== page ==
Despite considerable further development of procurement in the past few decades, significant savings potential still remains untapped in companies.
The main reason for this can be seen in the structure of many procurement organizations, which assign all strategic sourcing process tasks to one purchaser for one or, as a general rule, even several commodity groups. As a result of such organizational models, too many heterogeneous task packages are assigned to just one single employee despite frequent separation of strategic and operational procurement. In this way, purchasers become "commodity group generalists," who often do not have the time and know-how to perform each activity across the strategic sourcing process with the necessary accuracy and speed.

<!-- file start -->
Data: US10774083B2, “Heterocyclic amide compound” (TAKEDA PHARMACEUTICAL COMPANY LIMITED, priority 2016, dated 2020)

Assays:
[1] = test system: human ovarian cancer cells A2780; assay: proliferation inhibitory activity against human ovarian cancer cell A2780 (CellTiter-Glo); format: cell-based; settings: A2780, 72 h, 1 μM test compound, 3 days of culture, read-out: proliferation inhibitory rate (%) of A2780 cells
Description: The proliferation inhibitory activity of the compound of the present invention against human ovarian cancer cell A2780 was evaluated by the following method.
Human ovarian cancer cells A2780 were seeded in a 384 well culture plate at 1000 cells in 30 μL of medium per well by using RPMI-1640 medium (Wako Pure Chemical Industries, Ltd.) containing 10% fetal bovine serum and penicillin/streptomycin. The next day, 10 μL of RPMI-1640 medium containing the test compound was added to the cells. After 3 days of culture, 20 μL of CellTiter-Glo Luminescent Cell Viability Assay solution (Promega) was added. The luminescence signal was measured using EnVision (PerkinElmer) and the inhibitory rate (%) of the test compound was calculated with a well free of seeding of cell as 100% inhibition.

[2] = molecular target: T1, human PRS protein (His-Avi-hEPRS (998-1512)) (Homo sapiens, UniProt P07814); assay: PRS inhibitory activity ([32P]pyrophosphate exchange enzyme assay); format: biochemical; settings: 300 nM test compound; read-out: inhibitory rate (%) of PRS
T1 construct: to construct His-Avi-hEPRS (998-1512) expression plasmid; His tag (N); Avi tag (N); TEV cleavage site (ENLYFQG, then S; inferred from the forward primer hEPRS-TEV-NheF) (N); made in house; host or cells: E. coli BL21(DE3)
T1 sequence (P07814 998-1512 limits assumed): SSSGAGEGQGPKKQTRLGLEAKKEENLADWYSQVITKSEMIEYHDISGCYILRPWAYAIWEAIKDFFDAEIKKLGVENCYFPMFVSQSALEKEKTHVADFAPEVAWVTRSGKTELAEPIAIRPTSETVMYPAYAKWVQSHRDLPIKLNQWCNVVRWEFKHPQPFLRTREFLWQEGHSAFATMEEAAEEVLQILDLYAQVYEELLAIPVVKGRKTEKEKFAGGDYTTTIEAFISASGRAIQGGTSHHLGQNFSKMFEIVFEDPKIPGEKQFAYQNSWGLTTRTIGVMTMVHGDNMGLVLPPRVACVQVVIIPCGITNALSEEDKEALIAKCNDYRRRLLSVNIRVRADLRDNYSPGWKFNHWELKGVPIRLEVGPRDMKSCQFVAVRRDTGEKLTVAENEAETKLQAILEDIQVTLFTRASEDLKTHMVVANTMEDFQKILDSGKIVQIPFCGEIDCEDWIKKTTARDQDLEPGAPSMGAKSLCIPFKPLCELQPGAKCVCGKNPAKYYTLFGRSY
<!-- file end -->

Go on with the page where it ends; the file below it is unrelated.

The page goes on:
This is where the smart procurement organization comes into play: The objective of this new organizational form in procurement is to minimize complexity of tasks for the purchasers, thereby tremendously improving performance in procurement.
That’s why core focus of the smart procurement organization is on defining new task packages in the scope of strategic sourcing.